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Crossover SUV for Maine Winters

My wife and I are moving from New Jersey to Maine and are looking to purchase a used crossover SUV. We’ll be based in the Portland, ME area, but my wife’s new job will require her to drive distances up to one hour from downtown Portland, so I am guessing the weather could be quite variable in the winter months.

That said, we’re open to just about any brand as long as it’s under $20,000, with the exception being Subaru (this is based on previous personal experience). Things we’d like in this vehicle are:

  • Good in handling in snow
  • Good MPG
  • Decent cargo space
  • Low maintenance costs

Any recommendations would be appreciated. Thanks!

AWD under $20k is tight. I’d try to get a Mazda CX-5, it meets all your other specs.

But whatever you get, I’d get a set of good winter tires on rims.

Snow in Portland is quite variable. There are lots of people who do nicely with fwd and snow tires. Awd will give security on those few days you need it as long as you have snow tires too but it will be an added expense in mileage the rest of the time. It’s too bad you don’t like Subarus because an Impreza is in your price range, is very economical and comfortable. Otherwise, you are buying used…CRVs and RAVs are good used buys. You can get a used RAV off lease for about that 20k. Rethink your bias vs Subarus. It’s the state car for good reason and the closest you will get to reliability, economy, Awd and low initial cost in the Impreza.

Living with my 03 trailblazer, heck of a ride, a few maintenance issues (155k miles), not debilitating, had been transporting a bud on and off, have to tow the boat, but he bought an 09 because he was so impressed, 16 city 22 hwy is expected, damn well built vehicle in my opinion, and 12 k can get a decent one. The on demand 4wd, ie auto is the best thing since sliced bread!

Portland averages about 60"/year. Unless you’re driving into the mountains in Maine…then a AWD/4WD isn’t needed. Any decent fwd with good all season tires…or snow tires are fine.

My daughter is a home physical therapist in the Manchester area where most of the time a fwd car is fine. But, if she has to go into places with unplowed driveways and roads as these people can not get it cleared , she takes the CRV. They have always had one Awd car because her job requires her to be there. Being able to drive right to the doorway is a safety matter for her occupation with the people and locations she deals with and the equipment she must take with her. Last year during the holidays, Manchester had 12" or more storm with heavy wet snow while we were there. By the next day, the snow was clear and gone on all the area roadways. Yet, my daughter had to deal with it in some of her appointments for over a week.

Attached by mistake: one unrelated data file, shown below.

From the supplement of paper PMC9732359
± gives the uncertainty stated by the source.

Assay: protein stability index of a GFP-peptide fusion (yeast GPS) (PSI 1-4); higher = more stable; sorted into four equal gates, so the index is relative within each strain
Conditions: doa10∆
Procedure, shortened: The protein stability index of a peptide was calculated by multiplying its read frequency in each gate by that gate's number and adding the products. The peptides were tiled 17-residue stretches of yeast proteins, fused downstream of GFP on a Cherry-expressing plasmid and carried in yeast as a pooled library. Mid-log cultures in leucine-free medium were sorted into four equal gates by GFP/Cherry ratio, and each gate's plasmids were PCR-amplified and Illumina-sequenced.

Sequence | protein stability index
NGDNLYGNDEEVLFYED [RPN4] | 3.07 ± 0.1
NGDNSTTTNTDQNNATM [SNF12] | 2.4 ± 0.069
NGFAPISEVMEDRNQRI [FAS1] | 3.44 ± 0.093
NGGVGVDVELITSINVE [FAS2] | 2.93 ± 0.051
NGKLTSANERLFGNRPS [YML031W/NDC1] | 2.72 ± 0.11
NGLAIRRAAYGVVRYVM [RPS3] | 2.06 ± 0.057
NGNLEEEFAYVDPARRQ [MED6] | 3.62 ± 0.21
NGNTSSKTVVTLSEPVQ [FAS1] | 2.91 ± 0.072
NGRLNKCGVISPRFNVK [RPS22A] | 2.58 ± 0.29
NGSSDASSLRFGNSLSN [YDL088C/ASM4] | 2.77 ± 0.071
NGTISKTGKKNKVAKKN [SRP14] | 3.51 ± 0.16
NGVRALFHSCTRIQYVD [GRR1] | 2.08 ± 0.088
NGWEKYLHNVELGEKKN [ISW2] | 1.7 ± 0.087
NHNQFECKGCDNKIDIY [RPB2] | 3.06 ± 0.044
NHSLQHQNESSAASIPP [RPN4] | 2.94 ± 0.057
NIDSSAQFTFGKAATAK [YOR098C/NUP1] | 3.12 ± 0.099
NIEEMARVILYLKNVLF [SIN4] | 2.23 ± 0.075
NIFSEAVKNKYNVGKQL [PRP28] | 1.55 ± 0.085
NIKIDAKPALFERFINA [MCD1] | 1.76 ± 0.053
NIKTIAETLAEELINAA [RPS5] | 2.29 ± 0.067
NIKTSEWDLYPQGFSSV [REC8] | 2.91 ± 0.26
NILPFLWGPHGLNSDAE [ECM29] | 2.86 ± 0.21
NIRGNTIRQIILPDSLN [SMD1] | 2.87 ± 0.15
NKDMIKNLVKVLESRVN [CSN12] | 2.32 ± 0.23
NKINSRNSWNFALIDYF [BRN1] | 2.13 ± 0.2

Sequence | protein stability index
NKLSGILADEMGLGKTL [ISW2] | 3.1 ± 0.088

So, it’s about the roads she travels and her occupation. RAVs and CRVs (and Subarus) are very popular with these types of occupations and for good reason and would so in the Portland area as well. In Portland Maine, the conditions are quite similar to Manchester but worse an hour or even less out of town. Roads in Maine are not that well managed in the small towns in the foot hills to the north and snow and hills ( and even spring mud) can be a bigger problem then you realize. Messing around with fwd can easily make you late for or have to cancel appointments. For some of these people in need, it’s the only healthcare person they might see for weeks at a time.

As you can see, less then an hour from Portland, areas get well over 100 inches of snow per year.

Put Michelin X-Ice or another good winter tire on any car you want and you’ll do fine in the winter. AWD isn’t mandatory.

Thanks, everyone, for your comments and suggestions.

@dagosa - My aversion to Subaru is due to the high repair costs. We had a Subaru that had head gasket issues at around 100k miles. Researching on this site as well as others, I’ve found this to be a lingering issue in more recent models, and since we’re looking to buy used, it does not seem like a good fit.

I think you’re onto something with the CRV and RAV. Like your daughter, there is a bit of the unknown factor in where my wife may have to end up driving, so there is a comfort factor in having AWD or 4WD. In either case, winter tires seem necessary.

Right now, I think we have the following in mind:

  • CRV
  • RAV
  • Highlander (good cargo space, though not as good mpg)
  • Equinox (I like the idea of the rolling backseat for expanded cargo)

Going to setup some test drives and then continue debating our decision.

Good choices and good idea to include winter tires. My RAV steel winter rims were easiest to find of all the makes to rotate over to snow tires. You do not need to stud the snow tires. Including snow tires and rotating makes buying tires over the life of the car cheaper ! In my research, I found for my use, Inexpensive and long wearing General Altimax snow tires are an excellent road tire and are as quiet as all season tires. Because you will have to buy all seasons more frequently to deal with the snow as even just a moderate wear of tread will leave them wanting it is less expensive in the long run. I tend to go with Toyota and Honda cars ( as does my family ) because of the reliability and resale issue though you may pay a little more initially.
CRVs and RAVs, if you can afford the newer models are really large and IMHO, much more economical overall then the v6 highlander. All recent RAVs in the last 6 plus years have a rolling back seat. Not sure about CRVs.

I’ll echo the CX-5 texases suggested. Great mpg for a crossover that isn’t a hybrid

A car I am unfamiliar with but Mazdas in general have gotten very good reviews from CR. It should be on the list, I agree. Anyone that makes a Miata, should be taken seriously.